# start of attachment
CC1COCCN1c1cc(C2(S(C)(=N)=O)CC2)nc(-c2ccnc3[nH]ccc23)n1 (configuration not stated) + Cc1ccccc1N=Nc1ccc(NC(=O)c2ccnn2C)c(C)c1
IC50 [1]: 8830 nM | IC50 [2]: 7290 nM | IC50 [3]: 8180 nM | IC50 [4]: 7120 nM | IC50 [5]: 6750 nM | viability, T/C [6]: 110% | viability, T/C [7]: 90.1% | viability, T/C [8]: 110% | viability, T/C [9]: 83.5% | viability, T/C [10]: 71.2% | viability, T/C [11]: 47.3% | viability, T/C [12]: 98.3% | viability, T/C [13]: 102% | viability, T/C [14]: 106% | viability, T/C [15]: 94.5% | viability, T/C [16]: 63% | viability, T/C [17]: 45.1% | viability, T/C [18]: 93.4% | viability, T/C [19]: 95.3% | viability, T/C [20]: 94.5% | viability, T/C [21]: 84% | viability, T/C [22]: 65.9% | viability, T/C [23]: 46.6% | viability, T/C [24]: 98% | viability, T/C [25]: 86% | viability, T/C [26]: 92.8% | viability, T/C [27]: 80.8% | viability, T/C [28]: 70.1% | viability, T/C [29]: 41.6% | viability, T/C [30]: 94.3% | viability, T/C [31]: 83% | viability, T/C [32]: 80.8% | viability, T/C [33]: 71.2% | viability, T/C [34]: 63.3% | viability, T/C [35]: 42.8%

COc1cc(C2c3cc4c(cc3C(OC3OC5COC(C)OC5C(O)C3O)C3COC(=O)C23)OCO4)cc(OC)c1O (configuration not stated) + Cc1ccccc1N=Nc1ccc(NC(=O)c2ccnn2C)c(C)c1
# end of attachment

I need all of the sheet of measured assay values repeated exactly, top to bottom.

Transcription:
CC1COCCN1c1cc(C2(S(C)(=N)=O)CC2)nc(-c2ccnc3[nH]ccc23)n1 (configuration not stated) + Cc1ccccc1N=Nc1ccc(NC(=O)c2ccnn2C)c(C)c1
IC50 [1]: 8830 nM | IC50 [2]: 7290 nM | IC50 [3]: 8180 nM | IC50 [4]: 7120 nM | IC50 [5]: 6750 nM | viability, T/C [6]: 110% | viability, T/C [7]: 90.1% | viability, T/C [8]: 110% | viability, T/C [9]: 83.5% | viability, T/C [10]: 71.2% | viability, T/C [11]: 47.3% | viability, T/C [12]: 98.3% | viability, T/C [13]: 102% | viability, T/C [14]: 106% | viability, T/C [15]: 94.5% | viability, T/C [16]: 63% | viability, T/C [17]: 45.1% | viability, T/C [18]: 93.4% | viability, T/C [19]: 95.3% | viability, T/C [20]: 94.5% | viability, T/C [21]: 84% | viability, T/C [22]: 65.9% | viability, T/C [23]: 46.6% | viability, T/C [24]: 98% | viability, T/C [25]: 86% | viability, T/C [26]: 92.8% | viability, T/C [27]: 80.8% | viability, T/C [28]: 70.1% | viability, T/C [29]: 41.6% | viability, T/C [30]: 94.3% | viability, T/C [31]: 83% | viability, T/C [32]: 80.8% | viability, T/C [33]: 71.2% | viability, T/C [34]: 63.3% | viability, T/C [35]: 42.8%

COc1cc(C2c3cc4c(cc3C(OC3OC5COC(C)OC5C(O)C3O)C3COC(=O)C23)OCO4)cc(OC)c1O (configuration not stated) + Cc1ccccc1N=Nc1ccc(NC(=O)c2ccnn2C)c(C)c1